echo ''; Clamorworld » In everyday life every one of us comes across various experiences, incidents which we either don’t share with anyone or share with family members and friends. Print media, electronic media and various medium shows the news, but its ends up showing one sided of the story. We never come to know the other side of story. With so much happening every day, every second across our neighborhood, society, and world it’s difficult for the news media to cover all the news. Many times we have felt wish we could share our voice, opinion, thoughts with the world. Many a times we have felt the frustration, anger and helplessness for not being able to do anything about an incident. Have you ever felt, for a good cause, you need support, but don’t know how to garner the support and attention. So, now you have an option “www.Clamorworld.com“. This is a platform to share everything you want to. A website 100% runs by the people for the people. The world is waiting to listen to your voice, the voice which has kept you suppressed so far. If you do not want to share the incident, event personally, please send it to us at contact@clamorworld.com, and we will share it on your behalf and assure to keep your name confidential. Let’s make this world a peaceful and a happy place to live. » Oymyakon, Russia: the coldest place on Earth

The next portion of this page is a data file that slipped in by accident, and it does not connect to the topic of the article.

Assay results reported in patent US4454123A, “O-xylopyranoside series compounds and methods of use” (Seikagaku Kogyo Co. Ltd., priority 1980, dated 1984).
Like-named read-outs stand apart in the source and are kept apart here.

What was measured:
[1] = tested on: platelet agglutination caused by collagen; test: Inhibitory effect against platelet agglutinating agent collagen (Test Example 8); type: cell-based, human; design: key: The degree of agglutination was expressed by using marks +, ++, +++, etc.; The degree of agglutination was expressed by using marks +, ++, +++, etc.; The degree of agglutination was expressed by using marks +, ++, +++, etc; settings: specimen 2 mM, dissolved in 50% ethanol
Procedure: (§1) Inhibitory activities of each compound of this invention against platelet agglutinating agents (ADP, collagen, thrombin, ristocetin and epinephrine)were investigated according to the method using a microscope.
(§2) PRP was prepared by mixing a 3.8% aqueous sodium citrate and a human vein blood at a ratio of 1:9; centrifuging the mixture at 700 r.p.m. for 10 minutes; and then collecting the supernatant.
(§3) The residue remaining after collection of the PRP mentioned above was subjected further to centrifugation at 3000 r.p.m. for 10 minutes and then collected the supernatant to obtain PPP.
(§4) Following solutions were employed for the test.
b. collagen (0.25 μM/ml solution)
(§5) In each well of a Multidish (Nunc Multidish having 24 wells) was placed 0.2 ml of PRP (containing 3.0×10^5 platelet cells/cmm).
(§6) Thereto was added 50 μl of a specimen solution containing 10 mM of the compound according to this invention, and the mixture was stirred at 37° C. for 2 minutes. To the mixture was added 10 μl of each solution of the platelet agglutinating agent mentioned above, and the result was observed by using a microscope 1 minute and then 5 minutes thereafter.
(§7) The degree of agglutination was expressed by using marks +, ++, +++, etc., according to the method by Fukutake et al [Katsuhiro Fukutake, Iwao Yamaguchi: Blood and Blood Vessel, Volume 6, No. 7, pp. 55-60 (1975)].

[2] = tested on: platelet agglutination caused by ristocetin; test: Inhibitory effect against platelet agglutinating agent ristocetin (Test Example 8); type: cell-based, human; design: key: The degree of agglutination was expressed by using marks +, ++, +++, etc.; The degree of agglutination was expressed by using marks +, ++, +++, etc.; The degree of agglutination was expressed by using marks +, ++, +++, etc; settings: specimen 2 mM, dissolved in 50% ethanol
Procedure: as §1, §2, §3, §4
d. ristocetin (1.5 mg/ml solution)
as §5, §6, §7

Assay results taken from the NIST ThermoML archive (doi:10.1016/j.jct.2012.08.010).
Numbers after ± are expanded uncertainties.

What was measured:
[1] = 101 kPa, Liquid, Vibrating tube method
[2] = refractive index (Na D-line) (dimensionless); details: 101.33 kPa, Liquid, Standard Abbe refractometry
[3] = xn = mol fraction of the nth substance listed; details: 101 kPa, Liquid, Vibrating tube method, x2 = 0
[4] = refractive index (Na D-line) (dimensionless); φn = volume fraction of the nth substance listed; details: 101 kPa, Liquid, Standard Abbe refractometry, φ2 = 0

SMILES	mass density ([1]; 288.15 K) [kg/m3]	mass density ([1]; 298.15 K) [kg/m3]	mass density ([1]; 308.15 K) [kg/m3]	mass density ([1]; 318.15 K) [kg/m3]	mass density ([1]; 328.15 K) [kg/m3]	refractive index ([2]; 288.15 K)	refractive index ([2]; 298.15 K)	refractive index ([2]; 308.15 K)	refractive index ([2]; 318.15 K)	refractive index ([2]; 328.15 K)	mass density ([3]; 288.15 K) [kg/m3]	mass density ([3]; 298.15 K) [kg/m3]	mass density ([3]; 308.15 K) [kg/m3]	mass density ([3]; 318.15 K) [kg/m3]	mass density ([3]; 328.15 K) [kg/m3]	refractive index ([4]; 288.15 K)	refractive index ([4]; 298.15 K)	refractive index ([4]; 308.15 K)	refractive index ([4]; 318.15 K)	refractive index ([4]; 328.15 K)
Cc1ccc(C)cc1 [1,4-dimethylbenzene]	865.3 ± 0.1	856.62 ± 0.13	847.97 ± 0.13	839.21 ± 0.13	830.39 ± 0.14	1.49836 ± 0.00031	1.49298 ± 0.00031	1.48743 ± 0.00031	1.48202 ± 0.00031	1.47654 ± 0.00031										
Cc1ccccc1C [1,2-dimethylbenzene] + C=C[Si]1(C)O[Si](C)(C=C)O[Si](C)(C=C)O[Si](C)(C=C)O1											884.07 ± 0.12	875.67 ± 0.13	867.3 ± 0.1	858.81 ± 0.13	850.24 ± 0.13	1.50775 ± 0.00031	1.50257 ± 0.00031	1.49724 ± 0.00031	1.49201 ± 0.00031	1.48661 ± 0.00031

Oymyakon, Russia: the coldest place on Earth

 

Amos Chapple traveled to Oymyakon, Russia, whose average temperature in January is below -50 C

Think you’ve had a tough winter so far?

Don’t tell that to the people of Oymyakon, Russia — the coldest permanently inhabited settlement on Earth. Though it’s situated just one degree north of Yellowknife, Northwest Territories, average January temperatures in Oymyakon are nearly 20 degrees colder — below -50 degrees Celsius.

It’s that extreme cold that motivated New Zealand-based photographer Amos Chapple to travel to Oymyakon last winter. Unsurprisingly, people in the village were not in a particularly happy mood.

“The village, to be honest, was kind of depressed,” he said. “There was a lot of drunkenness, and people were not as welcoming as I would have thought.”

Photographing the village was a “nightmare,” according to Chapple, who had difficulties finding willing subjects — people would scurry to and from buildings, usually with their face in their hands to stay warm. He instead worked to find subjects by following around local animals.

“It’s very desolate, and very very isolated, said Chapple. “The trip there really made that clear. It’s absolutely deserted tundra all around.

“A bit more intense than I’d imagined.”

Intensity aside, Chapple returned home to New Zealand with some amazing shots. Grab a mug of hot cocoa, and take a look through our gallery. You might even be able to feel the chill through your screen.

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